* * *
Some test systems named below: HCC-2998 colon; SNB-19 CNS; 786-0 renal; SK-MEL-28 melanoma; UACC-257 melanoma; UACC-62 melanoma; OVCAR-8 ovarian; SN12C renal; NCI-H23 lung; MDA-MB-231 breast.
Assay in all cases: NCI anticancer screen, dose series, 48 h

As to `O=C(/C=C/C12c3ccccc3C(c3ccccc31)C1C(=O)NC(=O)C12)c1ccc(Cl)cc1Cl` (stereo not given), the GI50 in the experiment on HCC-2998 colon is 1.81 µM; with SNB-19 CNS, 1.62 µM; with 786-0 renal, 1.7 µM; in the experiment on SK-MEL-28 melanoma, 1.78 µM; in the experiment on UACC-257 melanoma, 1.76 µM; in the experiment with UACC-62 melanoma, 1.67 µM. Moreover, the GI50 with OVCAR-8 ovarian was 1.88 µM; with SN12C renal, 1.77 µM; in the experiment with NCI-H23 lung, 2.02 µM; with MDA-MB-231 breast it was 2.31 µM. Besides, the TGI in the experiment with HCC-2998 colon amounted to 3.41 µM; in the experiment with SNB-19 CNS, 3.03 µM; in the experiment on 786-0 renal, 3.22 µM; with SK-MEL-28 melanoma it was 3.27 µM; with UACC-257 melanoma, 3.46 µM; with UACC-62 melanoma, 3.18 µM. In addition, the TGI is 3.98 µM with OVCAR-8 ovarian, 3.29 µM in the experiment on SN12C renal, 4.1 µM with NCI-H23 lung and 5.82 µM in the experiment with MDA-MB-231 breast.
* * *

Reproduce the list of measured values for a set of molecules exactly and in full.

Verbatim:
Some test systems named below: HCC-2998 colon; SNB-19 CNS; 786-0 renal; SK-MEL-28 melanoma; UACC-257 melanoma; UACC-62 melanoma; OVCAR-8 ovarian; SN12C renal; NCI-H23 lung; MDA-MB-231 breast.
Assay in all cases: NCI anticancer screen, dose series, 48 h

As to `O=C(/C=C/C12c3ccccc3C(c3ccccc31)C1C(=O)NC(=O)C12)c1ccc(Cl)cc1Cl` (stereo not given), the GI50 in the experiment on HCC-2998 colon is 1.81 µM; with SNB-19 CNS, 1.62 µM; with 786-0 renal, 1.7 µM; in the experiment on SK-MEL-28 melanoma, 1.78 µM; in the experiment on UACC-257 melanoma, 1.76 µM; in the experiment with UACC-62 melanoma, 1.67 µM. Moreover, the GI50 with OVCAR-8 ovarian was 1.88 µM; with SN12C renal, 1.77 µM; in the experiment with NCI-H23 lung, 2.02 µM; with MDA-MB-231 breast it was 2.31 µM. Besides, the TGI in the experiment with HCC-2998 colon amounted to 3.41 µM; in the experiment with SNB-19 CNS, 3.03 µM; in the experiment on 786-0 renal, 3.22 µM; with SK-MEL-28 melanoma it was 3.27 µM; with UACC-257 melanoma, 3.46 µM; with UACC-62 melanoma, 3.18 µM. In addition, the TGI is 3.98 µM with OVCAR-8 ovarian, 3.29 µM in the experiment on SN12C renal, 4.1 µM with NCI-H23 lung and 5.82 µM in the experiment with MDA-MB-231 breast.